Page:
A couple of years ago I went on a bit of Maria V. Snyder kick, reading the nine books in the Chronicles of Ixia and loving ALL of it. Snyder’s world and character building were both excellent, and I fell in love with everyone. All that to say, I was pretty excited when I saw that Snyder was coming out with a new book this year, which is also going to be the start of a new series (Archives of the Invisible Sword). And then I was pretty disappointed to find out that there were some complications with Snyder’s publisher, and The Eyes of Tamburah wasn’t going to be available in the US for an indeterminate amount of time! So (and I’m telling you guys this entire story because I know you definitely care haha) I had to go a roundabout way. Snyder has an independent bookstore in Pennsylvania with which she is connected (it’s the place to go if you want to buy autographed copies), and they purchased a bundle of her books from Australia to resell here – and as far as I know, it’s the only way to get it here in the US! So since I preordered a copy, I even got to have it signed, which is cool.
Luckily, after all that effort, Eyes was totally worth it, as I enjoyed every word.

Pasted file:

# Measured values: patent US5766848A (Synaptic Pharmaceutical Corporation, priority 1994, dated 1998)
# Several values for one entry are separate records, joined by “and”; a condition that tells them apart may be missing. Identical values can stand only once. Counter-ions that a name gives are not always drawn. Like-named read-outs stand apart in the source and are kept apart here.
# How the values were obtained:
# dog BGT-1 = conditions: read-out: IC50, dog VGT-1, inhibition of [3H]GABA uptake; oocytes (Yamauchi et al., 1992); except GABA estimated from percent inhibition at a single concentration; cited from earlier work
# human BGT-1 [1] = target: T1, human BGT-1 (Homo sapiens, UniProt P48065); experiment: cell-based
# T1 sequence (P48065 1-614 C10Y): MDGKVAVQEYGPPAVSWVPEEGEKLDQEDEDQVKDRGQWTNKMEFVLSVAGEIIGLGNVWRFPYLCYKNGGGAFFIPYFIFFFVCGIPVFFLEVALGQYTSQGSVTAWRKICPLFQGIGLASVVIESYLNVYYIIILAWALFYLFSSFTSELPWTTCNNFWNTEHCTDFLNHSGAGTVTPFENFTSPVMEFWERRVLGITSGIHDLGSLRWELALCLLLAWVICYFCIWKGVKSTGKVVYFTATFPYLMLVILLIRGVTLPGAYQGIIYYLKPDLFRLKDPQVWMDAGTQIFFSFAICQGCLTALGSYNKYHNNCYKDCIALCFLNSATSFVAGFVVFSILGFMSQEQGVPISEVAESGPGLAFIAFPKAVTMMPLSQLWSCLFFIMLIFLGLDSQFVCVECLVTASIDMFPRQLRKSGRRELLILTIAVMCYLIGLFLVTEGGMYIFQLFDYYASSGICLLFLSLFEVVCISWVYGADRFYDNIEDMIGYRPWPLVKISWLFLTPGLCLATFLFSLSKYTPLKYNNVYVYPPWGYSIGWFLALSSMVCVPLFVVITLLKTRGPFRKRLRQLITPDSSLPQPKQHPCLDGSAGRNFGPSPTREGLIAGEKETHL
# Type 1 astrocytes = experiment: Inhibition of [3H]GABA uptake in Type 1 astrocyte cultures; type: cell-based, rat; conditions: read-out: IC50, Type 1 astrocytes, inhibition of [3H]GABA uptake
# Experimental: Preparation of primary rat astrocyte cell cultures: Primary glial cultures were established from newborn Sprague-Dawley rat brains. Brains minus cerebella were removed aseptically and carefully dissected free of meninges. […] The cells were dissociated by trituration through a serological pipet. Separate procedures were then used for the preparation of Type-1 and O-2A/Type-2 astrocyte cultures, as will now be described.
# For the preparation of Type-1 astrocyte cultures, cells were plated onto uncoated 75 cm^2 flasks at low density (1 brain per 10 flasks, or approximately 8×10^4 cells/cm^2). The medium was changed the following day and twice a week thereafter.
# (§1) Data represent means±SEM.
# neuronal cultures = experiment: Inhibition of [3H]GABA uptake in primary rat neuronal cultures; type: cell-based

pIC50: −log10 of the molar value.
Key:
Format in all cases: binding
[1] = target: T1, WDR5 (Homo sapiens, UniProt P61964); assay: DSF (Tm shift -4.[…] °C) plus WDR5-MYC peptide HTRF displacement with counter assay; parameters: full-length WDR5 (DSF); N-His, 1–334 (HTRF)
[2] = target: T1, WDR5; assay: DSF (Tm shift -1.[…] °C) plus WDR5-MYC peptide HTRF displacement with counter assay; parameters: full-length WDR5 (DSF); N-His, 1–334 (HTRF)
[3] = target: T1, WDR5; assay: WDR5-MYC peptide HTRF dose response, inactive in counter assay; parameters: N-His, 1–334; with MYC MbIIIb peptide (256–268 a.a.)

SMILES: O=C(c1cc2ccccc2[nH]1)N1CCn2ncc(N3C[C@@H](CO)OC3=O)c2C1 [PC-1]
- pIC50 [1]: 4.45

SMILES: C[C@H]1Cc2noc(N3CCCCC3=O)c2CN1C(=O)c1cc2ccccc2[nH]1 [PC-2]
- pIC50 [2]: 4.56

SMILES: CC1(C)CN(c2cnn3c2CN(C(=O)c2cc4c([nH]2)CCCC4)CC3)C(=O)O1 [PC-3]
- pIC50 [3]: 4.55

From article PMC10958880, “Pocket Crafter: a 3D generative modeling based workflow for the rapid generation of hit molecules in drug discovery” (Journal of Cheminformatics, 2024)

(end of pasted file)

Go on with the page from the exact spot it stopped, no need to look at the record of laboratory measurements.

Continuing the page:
The main part of this book that was super fun was Snyder’s world-building. Shyla, the main character, lives in a world that is entirely desert – humans live underground to avoid the deadly rays of the midday sun, and much of the world’s class divisions can be marked by how far down someone lives – the further into the ground you are (the higher numbers), the richer you have to be. Shyla is definitely not one of the rich – she was abandoned and left to die as an infant, and was found and rescued by an order of monks who live outside of the city, in their own (underground) monastery. When Shyla came of age, she decided to not take her vows and join the order (the term “monks” is used loosely in this book to describe both male and female members of the order, and the vow of chastity is not included in this religion – basically somewhat but not really at all like what we think of as Catholic monks haha), but instead has been making her own way in the city. But the reason that she was abandoned as a baby is because Shyla is “sun-kissed” – blonde, rather than dark-haired like virtually everyone else – so she is still somewhat of an outcast in the city, where she works, studying and interpreting maps for archeologists and treasure hunters.